The Virtue Of Asking

In our culture, and perhaps all cultures, we are encouraged to give. Give time, give money, give answers (when you have them). Something that is less encouraged--but just as valuable--is to ask for help when it is needed. Meister Eckhart said the following in a sermon*:

“God’s divinity comes of my humility, and this may be demonstrated as follows. It is God’s peculiar property to give; but he cannot give unless something is prepared to receive his gifts. If, then, I prepare my humility to receive what he gives, by my humility I make God a giver. Since it is his nature to give, I am merely giving God what is already his own. It is like a rich man who wants to be a giver but must first find a taker, since without a taker he cannot be a giver. Similarly, if God is to be a giver, he must first find a taker, but no one may be a taker of God’s gifts except by his humility. Therefore, if God is to exercise his divine property by his gifts, he well may need my humility; for apart from humility he can give me nothing--without it I am not prepared to receive his gift. That is why it is true that by humility I give divinity to God.”

Whether or not you believe in God is besides the point. The point is, there could be no giver without a receiver. A person who receives help should never be viewed as a 'less than' in anyone's eyes.

We always hear about the great philanthropists, as we should. Bill Gates, Warren Buffet, Oprah Winfrey, Bono: all admirable people. It doesn’t matter how much of it they do for ego. They do it. If only there were someone advocating a morality flat-tax that would require every person to do an amount of good in the world equal to that of the aforementioned--within the context of their own time and resources--we’d see a lot of good change, no doubt. So we hear about the great philanthropists, but we rarely hear of the bravery of those who would ask for--or be willing to receive--the aid offered by those admirable givers.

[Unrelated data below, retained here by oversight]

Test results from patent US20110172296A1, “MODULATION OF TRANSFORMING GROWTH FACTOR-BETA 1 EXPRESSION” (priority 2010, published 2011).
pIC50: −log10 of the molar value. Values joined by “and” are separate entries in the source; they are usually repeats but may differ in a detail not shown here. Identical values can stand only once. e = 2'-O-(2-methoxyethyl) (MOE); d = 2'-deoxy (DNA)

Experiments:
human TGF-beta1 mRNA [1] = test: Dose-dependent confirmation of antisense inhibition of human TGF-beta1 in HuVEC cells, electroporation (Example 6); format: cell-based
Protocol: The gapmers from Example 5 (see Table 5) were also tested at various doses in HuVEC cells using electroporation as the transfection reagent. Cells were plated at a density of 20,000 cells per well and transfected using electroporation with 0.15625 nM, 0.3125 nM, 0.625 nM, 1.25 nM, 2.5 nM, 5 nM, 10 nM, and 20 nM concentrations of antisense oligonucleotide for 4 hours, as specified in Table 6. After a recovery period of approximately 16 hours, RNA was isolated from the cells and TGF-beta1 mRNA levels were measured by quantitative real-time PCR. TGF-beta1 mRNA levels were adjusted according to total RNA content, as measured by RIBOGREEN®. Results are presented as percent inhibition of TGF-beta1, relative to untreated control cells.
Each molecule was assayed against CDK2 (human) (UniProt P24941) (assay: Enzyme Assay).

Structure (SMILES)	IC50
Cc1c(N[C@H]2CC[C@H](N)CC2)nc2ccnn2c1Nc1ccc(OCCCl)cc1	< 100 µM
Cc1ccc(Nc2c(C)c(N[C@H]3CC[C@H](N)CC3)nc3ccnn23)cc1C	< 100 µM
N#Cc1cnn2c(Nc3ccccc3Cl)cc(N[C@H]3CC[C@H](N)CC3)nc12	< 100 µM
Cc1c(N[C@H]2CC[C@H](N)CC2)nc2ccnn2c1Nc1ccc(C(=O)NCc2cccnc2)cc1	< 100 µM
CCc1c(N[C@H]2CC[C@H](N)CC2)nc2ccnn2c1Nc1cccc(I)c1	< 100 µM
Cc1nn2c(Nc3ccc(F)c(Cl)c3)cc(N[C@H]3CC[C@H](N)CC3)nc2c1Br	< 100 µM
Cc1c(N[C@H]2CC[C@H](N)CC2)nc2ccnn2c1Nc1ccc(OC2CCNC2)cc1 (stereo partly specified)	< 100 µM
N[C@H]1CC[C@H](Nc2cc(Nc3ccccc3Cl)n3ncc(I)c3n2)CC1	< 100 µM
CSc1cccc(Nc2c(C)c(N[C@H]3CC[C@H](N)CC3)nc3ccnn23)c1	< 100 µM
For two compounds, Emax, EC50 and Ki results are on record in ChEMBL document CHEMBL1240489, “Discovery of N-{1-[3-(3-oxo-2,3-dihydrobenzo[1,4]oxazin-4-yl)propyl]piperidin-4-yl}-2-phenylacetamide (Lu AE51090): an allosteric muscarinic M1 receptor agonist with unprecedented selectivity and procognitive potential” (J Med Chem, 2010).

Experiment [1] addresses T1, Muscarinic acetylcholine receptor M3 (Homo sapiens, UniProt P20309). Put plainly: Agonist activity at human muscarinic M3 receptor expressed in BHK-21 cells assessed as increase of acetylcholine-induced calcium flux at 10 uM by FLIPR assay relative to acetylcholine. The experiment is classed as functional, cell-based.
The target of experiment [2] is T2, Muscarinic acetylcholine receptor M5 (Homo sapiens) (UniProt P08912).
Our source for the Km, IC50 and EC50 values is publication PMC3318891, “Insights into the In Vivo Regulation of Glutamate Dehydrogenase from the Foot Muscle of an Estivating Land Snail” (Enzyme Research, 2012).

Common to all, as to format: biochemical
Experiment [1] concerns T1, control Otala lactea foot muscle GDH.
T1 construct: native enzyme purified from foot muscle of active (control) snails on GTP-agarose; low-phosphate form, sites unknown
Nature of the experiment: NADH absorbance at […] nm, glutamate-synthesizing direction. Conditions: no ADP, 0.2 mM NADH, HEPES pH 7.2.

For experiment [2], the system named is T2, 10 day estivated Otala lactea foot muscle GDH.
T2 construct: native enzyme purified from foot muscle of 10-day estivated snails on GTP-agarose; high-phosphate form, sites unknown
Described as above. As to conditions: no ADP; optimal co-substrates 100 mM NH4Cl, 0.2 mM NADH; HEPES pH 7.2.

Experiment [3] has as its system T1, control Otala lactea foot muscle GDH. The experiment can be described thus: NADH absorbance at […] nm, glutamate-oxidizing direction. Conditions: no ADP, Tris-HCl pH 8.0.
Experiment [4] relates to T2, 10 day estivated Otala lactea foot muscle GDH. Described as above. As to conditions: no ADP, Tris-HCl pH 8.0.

In America, there are many people who advocate the ‘pull yourself up by your boot straps’ philosophy. There are also a lot of people who feel entitled to some kind of aid from some larger power. We’re all probably in one of these camps or the other at various times.

Unfortunately, both of these camps are wrong.No one owes anyone anything, and not everyone has boot straps to pull themselves up by. It is an extremely gallant and noble act to donate your own time and resources to those who are struggling. People who do this deserve our admiration. It’s also a profound act of bravery and humility to ask from the root of your own poverty for assistance. I admire a person who can seek to change their own situation--be it emotional, economic, psychological, etc.--by reaching out for help.

Of course, no outreached hand can save you if you aren’t willing to do a little work yourself. But to admit that there is a problem that you either don’t have an answer for, or don’t have the resources to answer, is a step that deserves recognition. There is no giver without a receiver, and those who give should be grateful that they were able to be of help.



* Taken from Raymond B. Blakney‘s ‘Meister Eckhart: A Modern Translation, Harper and Row, 1941

Tuesday, September 2, 2008

Being A Productive Citizen Is Often Overrated.

The above image is still one of the funniest things I've seen in my life. When my brother showed it to me for the first time, I almost died from laughing. Laughing tried to murder me, yet I am still here.

My sons and I spent the whole day playing with legos and listening to Weezer. I've never been happier. We were building this huge Mars Mission set, and it took all day. It's got a couple of small space cruisers, and a few land vehicles, and one gigantic, like...I would compare it to the G.I. Joe General vehicle (do you remember that?). It had tons of pieces, and was very fun.
^
My oldest son (7) is memorizing the U.S. presidents. The ones he can recognize on the spot are George Washington, John Adams, Tom Jefferson, Lincoln, Teddy Roosevelt, JFK, Bill Clinton, U.S. Grant, Polk, Jackson, and Teddy Roosevelt. He remembers Polk because I made a big deal about him expanding the U.S. border. After we learned about Andrew Jackson, my son told me he should've stayed in school so he could've gotten a better job: He was an asshole as a president.

I can't disagree with my son too much on that. Andrew Jackson would've been a great night manager at McDonalds.